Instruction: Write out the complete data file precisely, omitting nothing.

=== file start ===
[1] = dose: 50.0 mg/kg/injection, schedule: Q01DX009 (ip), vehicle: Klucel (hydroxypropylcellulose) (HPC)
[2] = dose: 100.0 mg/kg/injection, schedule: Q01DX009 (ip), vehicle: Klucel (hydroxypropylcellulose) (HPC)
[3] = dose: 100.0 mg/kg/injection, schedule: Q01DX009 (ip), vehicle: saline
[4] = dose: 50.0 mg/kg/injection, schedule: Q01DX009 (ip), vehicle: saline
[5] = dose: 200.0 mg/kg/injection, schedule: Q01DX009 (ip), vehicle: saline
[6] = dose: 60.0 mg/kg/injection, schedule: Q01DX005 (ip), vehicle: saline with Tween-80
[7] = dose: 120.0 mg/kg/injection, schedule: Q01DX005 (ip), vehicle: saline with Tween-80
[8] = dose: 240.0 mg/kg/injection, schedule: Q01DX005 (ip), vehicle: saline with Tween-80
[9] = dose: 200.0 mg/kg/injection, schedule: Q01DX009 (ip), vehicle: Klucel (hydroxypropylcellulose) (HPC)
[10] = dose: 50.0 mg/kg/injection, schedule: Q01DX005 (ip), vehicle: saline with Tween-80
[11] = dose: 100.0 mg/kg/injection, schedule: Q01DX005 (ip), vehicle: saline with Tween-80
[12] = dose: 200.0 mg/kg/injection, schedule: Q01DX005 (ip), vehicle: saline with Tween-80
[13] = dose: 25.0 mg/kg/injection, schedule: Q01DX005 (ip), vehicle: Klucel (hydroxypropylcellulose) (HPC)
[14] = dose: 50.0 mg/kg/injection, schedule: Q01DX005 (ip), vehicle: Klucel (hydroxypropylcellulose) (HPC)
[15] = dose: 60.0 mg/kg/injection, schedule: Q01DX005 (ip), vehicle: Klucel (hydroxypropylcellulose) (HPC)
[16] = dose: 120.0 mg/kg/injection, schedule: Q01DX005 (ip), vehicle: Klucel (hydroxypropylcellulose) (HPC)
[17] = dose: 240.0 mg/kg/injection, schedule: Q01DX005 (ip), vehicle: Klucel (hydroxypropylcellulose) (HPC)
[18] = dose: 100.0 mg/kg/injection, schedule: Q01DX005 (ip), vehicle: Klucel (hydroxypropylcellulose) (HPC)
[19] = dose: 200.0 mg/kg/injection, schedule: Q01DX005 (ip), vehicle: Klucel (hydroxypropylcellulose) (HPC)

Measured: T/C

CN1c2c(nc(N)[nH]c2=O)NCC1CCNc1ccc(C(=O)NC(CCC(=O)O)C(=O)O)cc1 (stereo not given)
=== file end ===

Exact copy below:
[1] = dose: 50.0 mg/kg/injection, schedule: Q01DX009 (ip), vehicle: Klucel (hydroxypropylcellulose) (HPC)
[2] = dose: 100.0 mg/kg/injection, schedule: Q01DX009 (ip), vehicle: Klucel (hydroxypropylcellulose) (HPC)
[3] = dose: 100.0 mg/kg/injection, schedule: Q01DX009 (ip), vehicle: saline
[4] = dose: 50.0 mg/kg/injection, schedule: Q01DX009 (ip), vehicle: saline
[5] = dose: 200.0 mg/kg/injection, schedule: Q01DX009 (ip), vehicle: saline
[6] = dose: 60.0 mg/kg/injection, schedule: Q01DX005 (ip), vehicle: saline with Tween-80
[7] = dose: 120.0 mg/kg/injection, schedule: Q01DX005 (ip), vehicle: saline with Tween-80
[8] = dose: 240.0 mg/kg/injection, schedule: Q01DX005 (ip), vehicle: saline with Tween-80
[9] = dose: 200.0 mg/kg/injection, schedule: Q01DX009 (ip), vehicle: Klucel (hydroxypropylcellulose) (HPC)
[10] = dose: 50.0 mg/kg/injection, schedule: Q01DX005 (ip), vehicle: saline with Tween-80
[11] = dose: 100.0 mg/kg/injection, schedule: Q01DX005 (ip), vehicle: saline with Tween-80
[12] = dose: 200.0 mg/kg/injection, schedule: Q01DX005 (ip), vehicle: saline with Tween-80
[13] = dose: 25.0 mg/kg/injection, schedule: Q01DX005 (ip), vehicle: Klucel (hydroxypropylcellulose) (HPC)
[14] = dose: 50.0 mg/kg/injection, schedule: Q01DX005 (ip), vehicle: Klucel (hydroxypropylcellulose) (HPC)
[15] = dose: 60.0 mg/kg/injection, schedule: Q01DX005 (ip), vehicle: Klucel (hydroxypropylcellulose) (HPC)
[16] = dose: 120.0 mg/kg/injection, schedule: Q01DX005 (ip), vehicle: Klucel (hydroxypropylcellulose) (HPC)
[17] = dose: 240.0 mg/kg/injection, schedule: Q01DX005 (ip), vehicle: Klucel (hydroxypropylcellulose) (HPC)
[18] = dose: 100.0 mg/kg/injection, schedule: Q01DX005 (ip), vehicle: Klucel (hydroxypropylcellulose) (HPC)
[19] = dose: 200.0 mg/kg/injection, schedule: Q01DX005 (ip), vehicle: Klucel (hydroxypropylcellulose) (HPC)

Measured: T/C

CN1c2c(nc(N)[nH]c2=O)NCC1CCNc1ccc(C(=O)NC(CCC(=O)O)C(=O)O)cc1 (stereo not given)